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"Nope": Screen Zealots Film Review

Louisa loves writing about movies as part of the Screen Zealots crew.

Daniel Kaluuya, Keke Palmer, and Brandon Perea in Jordan Peele's Nope.

Daniel Kaluuya, Keke Palmer, and Brandon Perea in Jordan Peele's Nope.

Nope (2022)

Producer/Director/Writer: Jordan Peele
Run Time: 2 hours 10 minutes

You could write multiple, lengthy essays on the themes in Nope, a film that certainly will be analyzed and discussed by students and fans for many years to come. You could also kick back, grab some popcorn, and become immersed in a world of spectacle, enjoying the cinematic ride at face value.

That’s what’s so interesting and ambitious about writer/director Jordan Peele‘s third big screen project: it’s a film with incredible thematic depth that’s presented in summer blockbuster fashion. It’s a film that will appeal to those who just want to relax and escape for a couple of hours, as well as those analytical-minded audience members who are seeking something with a deeper meaning.

OJ Haywood (Daniel Kaluuya) and his sister Emerald (Keke Palmer) run a California horse ranch with their father (Keith David). The family has supplied trained horses to Hollywood projects for decades. After their father dies in a sudden and bizarre tragedy, the siblings discover something sinister in the skies above their property.

With the help of a conspiracy theorist tech clerk (Brandon Perea) and a grizzled cinematographer (Michael Wincott), the group sets out to capture the otherworldly phenomenon on film, hoping to claim their share of fame and fortune. The owner of an adjacent Western theme park (Steven Yeun) is also trying to profit off the strange happenings.

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On the surface, it’s a great premise that reads like a simple and straightforward throwback to alien invasion movies of the 1950s. It’s an homage to the sci-fi classics from Steven Spielberg, too, but with a richly-layered depth that’s thought-provoking and impressive.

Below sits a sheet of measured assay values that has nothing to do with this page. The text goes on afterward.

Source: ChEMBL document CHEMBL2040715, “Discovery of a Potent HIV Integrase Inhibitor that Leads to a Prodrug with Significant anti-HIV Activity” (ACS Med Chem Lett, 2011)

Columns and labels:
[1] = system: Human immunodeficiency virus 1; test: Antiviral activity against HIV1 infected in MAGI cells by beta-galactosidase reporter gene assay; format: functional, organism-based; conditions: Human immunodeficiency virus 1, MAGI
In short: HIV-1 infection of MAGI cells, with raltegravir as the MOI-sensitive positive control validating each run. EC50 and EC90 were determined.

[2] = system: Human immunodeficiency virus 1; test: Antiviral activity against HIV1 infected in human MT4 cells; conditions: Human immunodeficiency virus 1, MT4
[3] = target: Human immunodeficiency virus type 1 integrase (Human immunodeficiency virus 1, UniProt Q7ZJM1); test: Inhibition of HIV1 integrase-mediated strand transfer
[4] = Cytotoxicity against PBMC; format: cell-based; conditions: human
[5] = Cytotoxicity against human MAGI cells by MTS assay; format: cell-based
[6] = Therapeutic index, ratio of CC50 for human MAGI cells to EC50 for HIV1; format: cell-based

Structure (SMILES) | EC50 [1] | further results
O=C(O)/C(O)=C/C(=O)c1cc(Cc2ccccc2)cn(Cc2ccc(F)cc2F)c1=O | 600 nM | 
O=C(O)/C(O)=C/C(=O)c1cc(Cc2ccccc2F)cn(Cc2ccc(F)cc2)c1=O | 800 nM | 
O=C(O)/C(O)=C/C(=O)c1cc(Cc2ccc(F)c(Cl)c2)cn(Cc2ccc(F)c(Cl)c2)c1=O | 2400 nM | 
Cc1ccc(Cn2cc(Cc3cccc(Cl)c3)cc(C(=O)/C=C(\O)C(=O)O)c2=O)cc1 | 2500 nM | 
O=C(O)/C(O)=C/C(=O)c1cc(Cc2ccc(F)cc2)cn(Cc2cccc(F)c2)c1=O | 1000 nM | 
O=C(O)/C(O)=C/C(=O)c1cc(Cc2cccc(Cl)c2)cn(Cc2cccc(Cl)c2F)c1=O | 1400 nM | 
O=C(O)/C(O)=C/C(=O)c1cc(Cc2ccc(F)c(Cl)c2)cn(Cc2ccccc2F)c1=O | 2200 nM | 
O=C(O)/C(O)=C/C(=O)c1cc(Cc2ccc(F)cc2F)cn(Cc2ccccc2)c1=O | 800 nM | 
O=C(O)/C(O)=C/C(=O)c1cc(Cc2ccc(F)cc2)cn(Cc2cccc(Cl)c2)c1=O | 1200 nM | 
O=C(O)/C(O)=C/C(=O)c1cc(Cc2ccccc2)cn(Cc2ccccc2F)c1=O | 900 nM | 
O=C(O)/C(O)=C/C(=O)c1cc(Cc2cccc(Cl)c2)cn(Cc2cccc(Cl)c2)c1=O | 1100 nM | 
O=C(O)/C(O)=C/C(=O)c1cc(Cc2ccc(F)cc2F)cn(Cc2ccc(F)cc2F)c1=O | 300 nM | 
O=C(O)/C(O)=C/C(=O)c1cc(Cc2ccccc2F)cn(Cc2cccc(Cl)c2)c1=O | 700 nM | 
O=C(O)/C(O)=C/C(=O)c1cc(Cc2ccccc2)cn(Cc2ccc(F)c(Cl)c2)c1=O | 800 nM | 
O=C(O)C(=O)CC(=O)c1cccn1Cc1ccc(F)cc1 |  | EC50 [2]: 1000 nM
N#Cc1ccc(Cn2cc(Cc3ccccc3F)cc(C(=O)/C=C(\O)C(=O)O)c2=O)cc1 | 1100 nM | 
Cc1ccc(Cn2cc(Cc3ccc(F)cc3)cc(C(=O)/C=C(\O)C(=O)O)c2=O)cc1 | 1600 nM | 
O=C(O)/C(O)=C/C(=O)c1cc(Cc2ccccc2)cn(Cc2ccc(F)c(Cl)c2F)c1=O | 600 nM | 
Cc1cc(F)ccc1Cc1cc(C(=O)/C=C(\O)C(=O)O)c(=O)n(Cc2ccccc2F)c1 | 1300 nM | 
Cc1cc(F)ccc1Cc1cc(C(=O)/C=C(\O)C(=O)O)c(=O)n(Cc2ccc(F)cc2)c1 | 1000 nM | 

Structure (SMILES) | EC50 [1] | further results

Provocative themes that deal with exploitation, commercialism, childhood trauma, racism, society’s obsession with media spectacle, and profiteering off tragedy are ample, offered up to viewers if they care to engage. That’s what makes this film one with great storytelling: it’s accessible in a way that entertains, while making weighty statements to prove a point.

Peele sometimes sacrifices story for social commentary, especially when he can’t quite find the common thread to tie everything together in the film’s third act. This is where the film suffers a frustrating setback, from the primitive special effects to a drawn-out science fiction action sequence that somehow manages to feel out of place. It’s a small criticism to be sure, as the rest of the film is excellent.

Peele knows how to direct his actors, and he draws out stellar performances from his entire cast. Palmer and Kaluuya have a casual, believable rapport that left me wanting more. Peele also has a flair for genre filmmaking, with an enviable knack for timing. He shows and tells you just enough to build a strong sense of mystery and suspense. The storytelling is slow but intense and with the exception of the finale, the theming doesn’t feel like it’s being shoved in your face.

Nope may turn out to be divisive among critics and moviegoers, but there’s so much at play here that I can’t wait to revisit it for a second viewing. I’ve not been a fan of Peele’s previous films, but this one, I like. A lot.

© 2022 Louisa Moore

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